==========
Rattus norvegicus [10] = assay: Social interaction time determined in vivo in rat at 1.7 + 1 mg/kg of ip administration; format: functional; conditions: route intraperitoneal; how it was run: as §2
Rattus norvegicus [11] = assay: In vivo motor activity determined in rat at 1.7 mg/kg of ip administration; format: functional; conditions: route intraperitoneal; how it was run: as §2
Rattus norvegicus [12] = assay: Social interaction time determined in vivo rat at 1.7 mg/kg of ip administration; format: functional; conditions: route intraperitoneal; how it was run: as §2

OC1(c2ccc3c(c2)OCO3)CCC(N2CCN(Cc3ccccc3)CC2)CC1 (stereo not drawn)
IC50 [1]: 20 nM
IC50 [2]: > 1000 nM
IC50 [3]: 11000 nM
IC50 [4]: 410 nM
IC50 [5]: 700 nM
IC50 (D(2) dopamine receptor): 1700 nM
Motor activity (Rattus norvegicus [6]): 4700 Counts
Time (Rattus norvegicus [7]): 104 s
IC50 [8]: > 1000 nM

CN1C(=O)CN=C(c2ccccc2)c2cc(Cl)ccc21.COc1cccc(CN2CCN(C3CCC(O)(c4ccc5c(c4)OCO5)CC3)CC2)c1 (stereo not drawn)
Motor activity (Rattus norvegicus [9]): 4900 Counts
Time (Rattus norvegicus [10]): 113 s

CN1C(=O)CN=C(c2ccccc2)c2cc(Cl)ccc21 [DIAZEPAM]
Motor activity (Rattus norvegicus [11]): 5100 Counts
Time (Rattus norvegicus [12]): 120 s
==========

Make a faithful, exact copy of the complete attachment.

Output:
Rattus norvegicus [10] = assay: Social interaction time determined in vivo in rat at 1.7 + 1 mg/kg of ip administration; format: functional; conditions: route intraperitoneal; how it was run: as §2
Rattus norvegicus [11] = assay: In vivo motor activity determined in rat at 1.7 mg/kg of ip administration; format: functional; conditions: route intraperitoneal; how it was run: as §2
Rattus norvegicus [12] = assay: Social interaction time determined in vivo rat at 1.7 mg/kg of ip administration; format: functional; conditions: route intraperitoneal; how it was run: as §2

OC1(c2ccc3c(c2)OCO3)CCC(N2CCN(Cc3ccccc3)CC2)CC1 (stereo not drawn)
IC50 [1]: 20 nM
IC50 [2]: > 1000 nM
IC50 [3]: 11000 nM
IC50 [4]: 410 nM
IC50 [5]: 700 nM
IC50 (D(2) dopamine receptor): 1700 nM
Motor activity (Rattus norvegicus [6]): 4700 Counts
Time (Rattus norvegicus [7]): 104 s
IC50 [8]: > 1000 nM

CN1C(=O)CN=C(c2ccccc2)c2cc(Cl)ccc21.COc1cccc(CN2CCN(C3CCC(O)(c4ccc5c(c4)OCO5)CC3)CC2)c1 (stereo not drawn)
Motor activity (Rattus norvegicus [9]): 4900 Counts
Time (Rattus norvegicus [10]): 113 s

CN1C(=O)CN=C(c2ccccc2)c2cc(Cl)ccc21 [DIAZEPAM]
Motor activity (Rattus norvegicus [11]): 5100 Counts
Time (Rattus norvegicus [12]): 120 s